Chadian human rights activist disappeared in Egypt
A Chadian refugee and rights activist has disappeared in Egypt after unidentified individuals were seen taken him away against his will.
The disappearance of Djasnan Alfred Camus was first revealed on Wednesday by the Refugees Platform in Egypt, a human rights organisation, has called it a state-sanctioned “kidnapping".
His whereabouts remain unknown to his family and lawyers.
Camus is a registered refugee with the United Nations High Commissioner for Refugees (UNHCR) in Egypt.
He is also a community leader who defends the rights of refugees by managing the African Refugee Initiative in Egypt.
Stay informed with MEE's newsletters
Sign up to get the latest alerts, insights and analysis, starting with Turkey Unpacked
Human rights organisations have called on the UNHCR to intervene and pressure the Egyptian government to reveal his whereabouts.
The refugee platform added that they had no information on his current situation or his place of detention, calling on the UNHCR to intervene with the Egyptian government over the issue.
A video posted online and apparently filmed by Camus’ wife shows the human rights activist being led away by two plain-clothes men.
Camus can be heard protesting to no avail, as they bundle him into a black car.
In a Facebook post, the Refugees Platform in Egypt speculated that a recent protest held by African refugees outside the offices of the UNHCR may have aroused the anger of authorities.
'Camus' family and friends fear for his life and health and the refugee platform joins them in their fear'
- Refugees Platform in Egypt
“Until now his [Camus’] family or lawyers have not been able to determine who arrested him, the reasons for his arrest, or where he was detained, while refugee communities of African nationalities have expressed their displeasure and concern over the news of Camus’ kidnapping,” the Refugees Platform in Egypt said.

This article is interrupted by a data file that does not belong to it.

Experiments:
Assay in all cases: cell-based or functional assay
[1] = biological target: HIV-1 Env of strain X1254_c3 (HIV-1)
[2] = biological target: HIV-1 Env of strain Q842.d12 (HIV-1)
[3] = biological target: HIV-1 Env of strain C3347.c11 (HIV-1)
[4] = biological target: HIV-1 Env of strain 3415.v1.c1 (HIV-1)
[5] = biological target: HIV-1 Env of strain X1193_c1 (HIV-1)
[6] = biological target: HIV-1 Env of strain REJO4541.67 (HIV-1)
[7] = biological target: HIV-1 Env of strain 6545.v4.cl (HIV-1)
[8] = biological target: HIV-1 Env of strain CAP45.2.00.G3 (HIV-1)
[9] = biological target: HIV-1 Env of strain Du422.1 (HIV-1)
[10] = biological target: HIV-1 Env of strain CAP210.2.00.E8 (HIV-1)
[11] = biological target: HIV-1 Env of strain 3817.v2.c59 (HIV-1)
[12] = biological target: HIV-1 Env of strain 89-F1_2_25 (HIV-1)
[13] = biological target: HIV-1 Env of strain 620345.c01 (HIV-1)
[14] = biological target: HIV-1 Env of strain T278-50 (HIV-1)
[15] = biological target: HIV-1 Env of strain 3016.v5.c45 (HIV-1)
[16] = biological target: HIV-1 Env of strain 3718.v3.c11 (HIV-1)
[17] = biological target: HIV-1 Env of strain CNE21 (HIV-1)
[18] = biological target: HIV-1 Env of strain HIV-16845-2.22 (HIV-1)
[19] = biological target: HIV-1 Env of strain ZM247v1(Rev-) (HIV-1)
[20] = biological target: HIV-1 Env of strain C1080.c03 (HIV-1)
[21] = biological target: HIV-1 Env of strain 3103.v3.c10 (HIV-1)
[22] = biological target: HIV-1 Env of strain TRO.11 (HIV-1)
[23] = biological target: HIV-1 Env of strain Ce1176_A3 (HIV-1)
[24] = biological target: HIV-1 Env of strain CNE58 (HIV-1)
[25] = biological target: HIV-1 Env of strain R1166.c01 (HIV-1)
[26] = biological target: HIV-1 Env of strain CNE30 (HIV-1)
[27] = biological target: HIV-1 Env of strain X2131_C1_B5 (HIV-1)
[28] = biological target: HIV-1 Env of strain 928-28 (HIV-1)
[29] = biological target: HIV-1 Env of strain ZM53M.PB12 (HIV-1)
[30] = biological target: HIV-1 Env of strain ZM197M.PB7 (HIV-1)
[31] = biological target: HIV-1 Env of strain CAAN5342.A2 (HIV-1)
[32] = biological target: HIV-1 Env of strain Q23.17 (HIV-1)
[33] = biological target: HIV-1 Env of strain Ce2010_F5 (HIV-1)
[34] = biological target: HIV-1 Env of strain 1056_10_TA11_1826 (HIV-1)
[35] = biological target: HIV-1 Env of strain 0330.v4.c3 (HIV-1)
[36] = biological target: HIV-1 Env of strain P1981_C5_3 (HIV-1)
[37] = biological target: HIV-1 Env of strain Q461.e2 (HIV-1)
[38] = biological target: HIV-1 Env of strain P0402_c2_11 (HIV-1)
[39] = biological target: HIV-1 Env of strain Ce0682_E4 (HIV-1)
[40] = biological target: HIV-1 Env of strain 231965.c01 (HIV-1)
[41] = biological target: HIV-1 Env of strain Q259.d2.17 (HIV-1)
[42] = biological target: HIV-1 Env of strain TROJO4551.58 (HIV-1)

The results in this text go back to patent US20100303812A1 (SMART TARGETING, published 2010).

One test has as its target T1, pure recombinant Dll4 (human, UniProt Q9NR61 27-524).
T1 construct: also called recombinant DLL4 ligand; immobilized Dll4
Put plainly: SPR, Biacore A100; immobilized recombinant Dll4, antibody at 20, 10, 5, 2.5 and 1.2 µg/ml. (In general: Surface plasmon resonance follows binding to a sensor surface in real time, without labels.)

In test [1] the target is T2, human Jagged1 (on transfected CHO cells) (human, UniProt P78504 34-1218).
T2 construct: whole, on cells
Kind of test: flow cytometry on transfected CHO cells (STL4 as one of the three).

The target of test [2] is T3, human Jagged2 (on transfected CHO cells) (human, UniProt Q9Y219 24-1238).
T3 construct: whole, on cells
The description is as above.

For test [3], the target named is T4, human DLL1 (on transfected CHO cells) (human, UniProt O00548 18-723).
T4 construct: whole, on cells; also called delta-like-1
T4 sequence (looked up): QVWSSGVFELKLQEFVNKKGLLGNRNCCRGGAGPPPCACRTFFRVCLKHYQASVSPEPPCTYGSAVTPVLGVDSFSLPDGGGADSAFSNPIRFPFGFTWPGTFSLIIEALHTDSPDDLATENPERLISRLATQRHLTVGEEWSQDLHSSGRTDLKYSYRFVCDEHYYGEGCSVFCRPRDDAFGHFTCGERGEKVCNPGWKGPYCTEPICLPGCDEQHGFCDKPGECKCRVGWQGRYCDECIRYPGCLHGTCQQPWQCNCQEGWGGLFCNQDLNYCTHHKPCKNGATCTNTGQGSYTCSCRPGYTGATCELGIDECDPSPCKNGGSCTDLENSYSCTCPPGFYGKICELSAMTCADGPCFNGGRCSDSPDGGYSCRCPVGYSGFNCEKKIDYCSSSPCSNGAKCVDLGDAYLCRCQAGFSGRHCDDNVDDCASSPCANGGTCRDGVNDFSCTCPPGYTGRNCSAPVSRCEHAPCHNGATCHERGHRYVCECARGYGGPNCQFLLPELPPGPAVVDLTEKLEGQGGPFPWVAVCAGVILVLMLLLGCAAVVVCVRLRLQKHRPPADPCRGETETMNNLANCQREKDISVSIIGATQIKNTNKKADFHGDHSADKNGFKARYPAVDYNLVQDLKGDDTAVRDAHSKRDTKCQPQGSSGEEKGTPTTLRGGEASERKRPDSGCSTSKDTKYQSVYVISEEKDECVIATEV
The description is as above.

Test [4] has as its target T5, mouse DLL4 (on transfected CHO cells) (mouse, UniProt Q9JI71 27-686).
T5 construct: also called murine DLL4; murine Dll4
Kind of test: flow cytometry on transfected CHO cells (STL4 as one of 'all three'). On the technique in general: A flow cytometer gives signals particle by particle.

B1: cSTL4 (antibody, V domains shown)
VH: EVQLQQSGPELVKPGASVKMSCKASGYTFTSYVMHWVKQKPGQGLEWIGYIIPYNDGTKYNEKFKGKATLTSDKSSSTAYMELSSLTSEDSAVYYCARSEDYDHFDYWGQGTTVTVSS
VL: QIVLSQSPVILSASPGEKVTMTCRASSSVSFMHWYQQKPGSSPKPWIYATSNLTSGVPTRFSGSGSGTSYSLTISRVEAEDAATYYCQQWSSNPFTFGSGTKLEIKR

On 14 May dozens of refugees and asylum seekers stood outside the offices of the UNHCR in District Seven in the City of Six October, just outside Cairo, holding placards that read: “We are dying here”; and: “We have no rights.”
The protest, according to the organisers, did not obstruct passing traffic or trespass on private property and was a peaceful exchange with staff at the UNHCR.
According to activists, Camus had applied for a permit to demonstrate. However, this was denied by authorities.
Camus did not participate in last Sunday’s protest, but activists suspect that authorities presumed he was behind the protest.
“Camus' family and friends fear for his life and health and the refugee platform joins them in their fear and takes responsibility for the safety, health, life, and freedom of Camus,” added the Refugees Platform in Egypt.
According to the activists, staff at the UNHCR assured the protestors that nothing would happen to any of them. They said that refugees asking for the improvement of their conditions was a normal activity.
“The Refugees Platform in Egypt demands the swift release and return to his family and friends to fulfill international commitments to protect refugees and provide security and the care needed for them,” said the human rights group.
Middle East Eye delivers independent and unrivalled coverage and analysis of the Middle East, North Africa and beyond. To learn more about republishing this content and the associated fees, please fill out this form. More about MEE can be found here.